November 16, 2008 5:27 pm

Proof that indices do better than managers

Active managers struggle to outperform their benchmarks over any extended period of time, according to new evidence.

Standard & Poor’s Index Services has relaunched its Spiva scorecard, which compares the performance of US mutual funds and benchmark indices. Using data corrected for survivorship bias, the scorecard shows the benchmarks outperformed the managers in at least 70 per cent of cases in almost all categories.


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“This is true even in relatively inefficient segments of the market such as small capitalisation stocks and emerging markets,” said Srikant Dash, head of global research and design at S&P Index Services.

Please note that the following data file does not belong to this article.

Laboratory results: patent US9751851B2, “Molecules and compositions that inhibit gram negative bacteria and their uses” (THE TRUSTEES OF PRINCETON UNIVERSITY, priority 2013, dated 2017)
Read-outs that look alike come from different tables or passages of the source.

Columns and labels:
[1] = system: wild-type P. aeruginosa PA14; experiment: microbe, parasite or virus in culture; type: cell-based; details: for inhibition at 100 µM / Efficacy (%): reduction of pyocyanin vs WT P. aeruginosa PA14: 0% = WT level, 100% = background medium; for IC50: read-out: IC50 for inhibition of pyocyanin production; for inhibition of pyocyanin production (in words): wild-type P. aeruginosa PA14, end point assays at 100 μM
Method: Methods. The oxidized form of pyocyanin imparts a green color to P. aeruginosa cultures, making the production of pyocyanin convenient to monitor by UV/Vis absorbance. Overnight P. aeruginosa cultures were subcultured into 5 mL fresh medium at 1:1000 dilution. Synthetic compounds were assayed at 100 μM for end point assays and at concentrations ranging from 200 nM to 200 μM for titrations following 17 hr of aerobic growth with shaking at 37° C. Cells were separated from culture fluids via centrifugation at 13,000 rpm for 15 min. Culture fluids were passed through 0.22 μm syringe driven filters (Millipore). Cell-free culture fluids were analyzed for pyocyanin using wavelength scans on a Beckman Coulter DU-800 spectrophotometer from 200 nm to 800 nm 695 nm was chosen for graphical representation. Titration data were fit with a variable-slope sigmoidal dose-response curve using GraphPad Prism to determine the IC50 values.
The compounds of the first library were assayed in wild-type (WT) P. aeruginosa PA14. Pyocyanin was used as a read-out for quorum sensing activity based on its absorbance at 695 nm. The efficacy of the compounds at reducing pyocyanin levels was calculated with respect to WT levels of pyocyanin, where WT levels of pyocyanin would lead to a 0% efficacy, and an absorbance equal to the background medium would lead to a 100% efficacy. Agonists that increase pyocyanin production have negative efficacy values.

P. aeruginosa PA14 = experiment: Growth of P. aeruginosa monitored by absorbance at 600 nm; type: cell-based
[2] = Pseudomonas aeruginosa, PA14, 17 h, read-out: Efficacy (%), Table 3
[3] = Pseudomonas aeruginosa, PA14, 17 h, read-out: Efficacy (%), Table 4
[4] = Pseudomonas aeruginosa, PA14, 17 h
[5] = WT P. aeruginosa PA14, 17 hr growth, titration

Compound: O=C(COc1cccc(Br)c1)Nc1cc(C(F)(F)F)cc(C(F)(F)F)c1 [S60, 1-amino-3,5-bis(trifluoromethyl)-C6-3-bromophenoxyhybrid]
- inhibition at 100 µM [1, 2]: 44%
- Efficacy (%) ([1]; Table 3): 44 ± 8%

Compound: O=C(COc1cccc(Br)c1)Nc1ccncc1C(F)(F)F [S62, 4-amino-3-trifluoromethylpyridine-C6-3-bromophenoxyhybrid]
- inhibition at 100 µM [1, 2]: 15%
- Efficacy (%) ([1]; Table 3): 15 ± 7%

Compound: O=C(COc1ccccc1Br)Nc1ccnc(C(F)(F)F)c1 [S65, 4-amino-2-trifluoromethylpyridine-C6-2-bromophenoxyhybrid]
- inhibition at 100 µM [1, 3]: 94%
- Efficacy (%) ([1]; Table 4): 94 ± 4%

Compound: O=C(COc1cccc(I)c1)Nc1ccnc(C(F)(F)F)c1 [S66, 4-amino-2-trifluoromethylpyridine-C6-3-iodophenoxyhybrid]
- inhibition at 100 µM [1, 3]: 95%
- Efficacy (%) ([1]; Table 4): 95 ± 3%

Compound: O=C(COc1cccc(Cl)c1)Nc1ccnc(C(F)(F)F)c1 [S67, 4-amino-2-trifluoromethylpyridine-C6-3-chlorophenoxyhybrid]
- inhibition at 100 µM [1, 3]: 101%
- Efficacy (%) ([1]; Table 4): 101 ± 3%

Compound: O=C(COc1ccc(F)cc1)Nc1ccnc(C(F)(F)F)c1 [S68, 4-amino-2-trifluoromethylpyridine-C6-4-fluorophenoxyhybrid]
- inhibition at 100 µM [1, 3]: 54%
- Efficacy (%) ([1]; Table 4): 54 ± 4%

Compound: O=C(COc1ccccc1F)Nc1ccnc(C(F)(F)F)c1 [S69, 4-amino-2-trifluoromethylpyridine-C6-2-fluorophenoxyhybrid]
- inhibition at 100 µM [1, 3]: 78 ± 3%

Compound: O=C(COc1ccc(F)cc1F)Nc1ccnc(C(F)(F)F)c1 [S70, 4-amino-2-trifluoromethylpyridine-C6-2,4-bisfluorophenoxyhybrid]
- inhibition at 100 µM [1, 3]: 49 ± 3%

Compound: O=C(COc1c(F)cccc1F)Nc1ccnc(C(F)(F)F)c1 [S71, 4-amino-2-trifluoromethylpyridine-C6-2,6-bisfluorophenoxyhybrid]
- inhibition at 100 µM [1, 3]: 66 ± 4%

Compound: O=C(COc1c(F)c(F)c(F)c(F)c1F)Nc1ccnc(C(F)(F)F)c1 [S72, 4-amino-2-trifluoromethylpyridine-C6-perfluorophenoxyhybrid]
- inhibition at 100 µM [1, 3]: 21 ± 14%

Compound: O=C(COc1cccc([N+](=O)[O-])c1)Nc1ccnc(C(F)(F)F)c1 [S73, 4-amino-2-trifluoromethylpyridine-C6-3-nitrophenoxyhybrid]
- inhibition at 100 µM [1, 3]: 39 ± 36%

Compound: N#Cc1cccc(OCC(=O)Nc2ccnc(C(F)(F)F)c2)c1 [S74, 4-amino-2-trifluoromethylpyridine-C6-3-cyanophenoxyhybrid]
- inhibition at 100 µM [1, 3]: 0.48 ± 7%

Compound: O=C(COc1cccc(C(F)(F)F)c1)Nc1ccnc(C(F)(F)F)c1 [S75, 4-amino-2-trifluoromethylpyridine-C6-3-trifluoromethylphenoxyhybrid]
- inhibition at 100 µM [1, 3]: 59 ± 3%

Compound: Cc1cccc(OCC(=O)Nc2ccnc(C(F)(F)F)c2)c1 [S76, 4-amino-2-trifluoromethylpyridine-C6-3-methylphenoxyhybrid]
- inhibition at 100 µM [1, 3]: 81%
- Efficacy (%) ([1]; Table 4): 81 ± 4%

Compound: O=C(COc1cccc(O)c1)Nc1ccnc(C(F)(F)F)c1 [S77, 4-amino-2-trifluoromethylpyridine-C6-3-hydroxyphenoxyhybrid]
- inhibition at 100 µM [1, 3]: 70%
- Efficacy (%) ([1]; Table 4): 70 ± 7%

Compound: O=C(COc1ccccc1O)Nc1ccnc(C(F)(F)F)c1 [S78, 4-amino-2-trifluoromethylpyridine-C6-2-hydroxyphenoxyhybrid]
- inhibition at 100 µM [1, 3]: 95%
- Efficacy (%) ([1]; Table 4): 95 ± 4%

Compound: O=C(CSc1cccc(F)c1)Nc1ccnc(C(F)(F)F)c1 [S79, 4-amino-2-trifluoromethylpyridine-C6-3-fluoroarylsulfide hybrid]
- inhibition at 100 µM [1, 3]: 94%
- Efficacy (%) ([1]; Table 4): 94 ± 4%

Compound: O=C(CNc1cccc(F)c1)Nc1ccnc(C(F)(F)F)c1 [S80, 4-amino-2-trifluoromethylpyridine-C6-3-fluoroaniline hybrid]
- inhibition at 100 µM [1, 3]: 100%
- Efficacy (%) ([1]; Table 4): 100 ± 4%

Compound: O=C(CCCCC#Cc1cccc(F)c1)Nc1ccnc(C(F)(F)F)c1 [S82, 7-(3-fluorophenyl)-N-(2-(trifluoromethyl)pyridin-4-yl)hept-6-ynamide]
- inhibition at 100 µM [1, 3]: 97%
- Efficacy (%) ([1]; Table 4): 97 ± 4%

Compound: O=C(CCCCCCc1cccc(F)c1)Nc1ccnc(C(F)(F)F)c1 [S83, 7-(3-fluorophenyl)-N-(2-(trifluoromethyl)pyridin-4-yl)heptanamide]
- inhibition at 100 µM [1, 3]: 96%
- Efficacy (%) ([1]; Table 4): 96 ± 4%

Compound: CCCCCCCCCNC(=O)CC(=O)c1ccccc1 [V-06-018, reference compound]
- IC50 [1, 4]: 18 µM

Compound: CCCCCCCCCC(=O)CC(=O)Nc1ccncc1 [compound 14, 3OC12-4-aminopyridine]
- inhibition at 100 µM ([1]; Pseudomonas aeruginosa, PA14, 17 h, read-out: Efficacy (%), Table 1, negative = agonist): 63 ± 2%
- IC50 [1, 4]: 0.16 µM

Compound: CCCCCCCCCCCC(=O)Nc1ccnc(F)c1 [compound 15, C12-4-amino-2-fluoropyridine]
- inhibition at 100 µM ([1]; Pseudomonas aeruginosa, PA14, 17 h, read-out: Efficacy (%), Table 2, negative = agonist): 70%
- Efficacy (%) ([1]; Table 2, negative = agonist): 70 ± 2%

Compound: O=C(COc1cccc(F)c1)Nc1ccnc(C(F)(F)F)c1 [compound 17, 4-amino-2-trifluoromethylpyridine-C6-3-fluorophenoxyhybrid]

It is even harder for fixed income fund managers than for equity managers to outperform the index “because of relatively higher transaction costs and lower cross-sectional dispersion in fixed income markets”, said Rosanne Pane, director at S&P Index Services. About a quarter of US funds have been merged or liquidated over the past five years, showing the need for correcting for survivorship bias.

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